My Christmas Childhood

Christmas Day

When I was six years old my father died and my mother was left a widow with five children, ranging from age seven to one year old. The boys: Donie, myself, Chris and the girls: Josephine and Anne. My father had been a commercial traveler and also had a butchers shop in 5 North Main Street Naas. This my mother converted to a toy shop. Christmas was vital, having a family to support with the only income from the shop.

The following poem reflects my memories of Christmas Eve in the Shop.

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Christmas Day

At five o’clock on Christmas morning
We were awakened
By the running yahoos
Of my young sisters
Down at the Christmas tree
The wild cheers
As they found the dolls
Naming the new arrivals
Just christened

At eleven o’clock mass
The Parish Priest’s High Mass
His Polyphonic choir
Of Christmas carols
Of the mass in Latin

Ad Deum qui laetificat Juventutem Mearn

The choir sang
Gloda in excelsis Deo

My eyes fixed on the Tabernacle
My heart sang with tears
The crib
Christ the new born baby
The star of Bethlehem

When the choir sang
Credo in Unum Deum
The old woman
Biddy Brockell burst into song
Her voice shrill
Casting high pitched notes into the choir
Taking the congregation with her

Father Doyle stopped the proceedings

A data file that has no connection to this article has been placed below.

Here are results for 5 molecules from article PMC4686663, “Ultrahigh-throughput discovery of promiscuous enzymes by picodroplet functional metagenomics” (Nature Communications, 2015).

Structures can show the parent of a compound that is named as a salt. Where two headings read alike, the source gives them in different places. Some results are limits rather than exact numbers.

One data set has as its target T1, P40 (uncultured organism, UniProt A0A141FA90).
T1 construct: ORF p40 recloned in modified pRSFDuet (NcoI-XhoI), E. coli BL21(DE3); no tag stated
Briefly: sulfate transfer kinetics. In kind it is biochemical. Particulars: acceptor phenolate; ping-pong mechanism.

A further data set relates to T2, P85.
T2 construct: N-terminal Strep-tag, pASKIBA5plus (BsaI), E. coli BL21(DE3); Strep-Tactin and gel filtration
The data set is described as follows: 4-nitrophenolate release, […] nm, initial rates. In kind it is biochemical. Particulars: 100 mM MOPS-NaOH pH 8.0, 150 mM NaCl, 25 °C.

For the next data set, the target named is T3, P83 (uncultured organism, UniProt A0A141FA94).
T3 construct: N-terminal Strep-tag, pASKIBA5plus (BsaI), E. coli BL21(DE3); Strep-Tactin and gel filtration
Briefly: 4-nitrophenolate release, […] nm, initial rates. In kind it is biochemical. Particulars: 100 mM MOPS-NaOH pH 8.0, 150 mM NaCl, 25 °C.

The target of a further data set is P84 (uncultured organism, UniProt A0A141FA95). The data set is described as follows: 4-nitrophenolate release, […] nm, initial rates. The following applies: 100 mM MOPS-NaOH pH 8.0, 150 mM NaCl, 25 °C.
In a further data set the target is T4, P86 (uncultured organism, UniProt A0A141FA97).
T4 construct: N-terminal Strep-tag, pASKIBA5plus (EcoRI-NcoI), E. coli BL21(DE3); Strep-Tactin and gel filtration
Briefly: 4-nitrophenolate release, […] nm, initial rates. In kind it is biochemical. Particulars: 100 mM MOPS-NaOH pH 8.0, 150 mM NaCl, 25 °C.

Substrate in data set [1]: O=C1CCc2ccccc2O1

Left the alter
And down the church Isle
His vestments polishing the floor
His shoes tapping the silence
Calling the woman to be quiet
Then returned
His step faster and determined
Commanding the Credo
When the coir got to the Visibilium
She burst out again
Taking the choir with her
Everything stopped
The priest down the church
The lads at the back scampered
His outstretched arm
His finger pointing the door
Ordering the woman out

Christmas breakfast
A boiled egg
Out treat
After breakfast
My mother took the turkey out
Attacking it without apology
We stood around her
Like students watching a surgeon
Educating us on anatomy

My Mother’s shop opened
The only shop on Christmas Day
For young cowboys buying caps for their guns
For little girls looking for dolls soothers
For smokers queuing for fags
The shop was hectic
For Christmas dinner
There was always a stranger
Down on his luck

After dinner we were allowed out
To play cowboys and Indians
I wearing my Torn Mix outfit
A cardboard hat
That would disintegrate in the rain
My lasso and a pair of guns
The crack cap guns
Rang through the deserted
The battle where everyone
Claimed victory
We rescued the damsel
Tied Kevin Kelly to a tree
Went homev His mother was frantic
And all hell broke loose